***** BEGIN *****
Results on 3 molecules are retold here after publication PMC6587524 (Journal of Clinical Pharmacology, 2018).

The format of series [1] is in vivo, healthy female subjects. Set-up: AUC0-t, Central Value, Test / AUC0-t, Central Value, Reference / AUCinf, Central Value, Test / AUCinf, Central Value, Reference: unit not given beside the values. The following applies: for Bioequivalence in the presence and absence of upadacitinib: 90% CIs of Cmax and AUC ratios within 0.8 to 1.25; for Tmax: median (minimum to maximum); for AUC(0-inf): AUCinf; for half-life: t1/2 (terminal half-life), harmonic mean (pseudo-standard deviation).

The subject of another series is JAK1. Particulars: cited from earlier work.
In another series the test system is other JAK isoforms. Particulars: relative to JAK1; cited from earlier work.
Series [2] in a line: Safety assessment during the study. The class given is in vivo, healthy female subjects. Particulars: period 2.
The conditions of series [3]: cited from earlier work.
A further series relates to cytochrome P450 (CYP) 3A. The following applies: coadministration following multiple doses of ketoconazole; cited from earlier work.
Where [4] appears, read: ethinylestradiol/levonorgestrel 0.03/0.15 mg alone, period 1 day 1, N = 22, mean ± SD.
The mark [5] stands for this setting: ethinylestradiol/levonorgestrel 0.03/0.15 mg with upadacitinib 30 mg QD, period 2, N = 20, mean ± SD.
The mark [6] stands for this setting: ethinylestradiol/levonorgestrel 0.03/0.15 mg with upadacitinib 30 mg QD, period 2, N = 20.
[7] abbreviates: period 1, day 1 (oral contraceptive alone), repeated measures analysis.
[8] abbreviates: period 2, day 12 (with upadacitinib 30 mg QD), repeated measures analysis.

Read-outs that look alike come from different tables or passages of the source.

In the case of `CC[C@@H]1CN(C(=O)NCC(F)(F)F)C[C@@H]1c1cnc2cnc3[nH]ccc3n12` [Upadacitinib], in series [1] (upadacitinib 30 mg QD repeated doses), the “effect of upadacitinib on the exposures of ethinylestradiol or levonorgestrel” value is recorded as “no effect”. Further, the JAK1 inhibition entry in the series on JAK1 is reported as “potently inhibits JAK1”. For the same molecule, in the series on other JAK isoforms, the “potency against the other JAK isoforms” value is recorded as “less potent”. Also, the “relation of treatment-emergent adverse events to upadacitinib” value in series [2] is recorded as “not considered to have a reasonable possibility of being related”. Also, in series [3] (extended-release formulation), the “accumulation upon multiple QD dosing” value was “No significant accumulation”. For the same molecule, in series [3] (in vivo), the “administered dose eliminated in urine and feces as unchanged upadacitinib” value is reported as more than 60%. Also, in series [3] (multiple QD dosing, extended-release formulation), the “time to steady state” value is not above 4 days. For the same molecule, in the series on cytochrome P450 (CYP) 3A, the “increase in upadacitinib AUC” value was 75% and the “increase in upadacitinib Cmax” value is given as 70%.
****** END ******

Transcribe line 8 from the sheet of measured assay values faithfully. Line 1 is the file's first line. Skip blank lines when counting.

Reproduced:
Where [4] appears, read: ethinylestradiol/levonorgestrel 0.03/0.15 mg alone, period 1 day 1, N = 22, mean ± SD.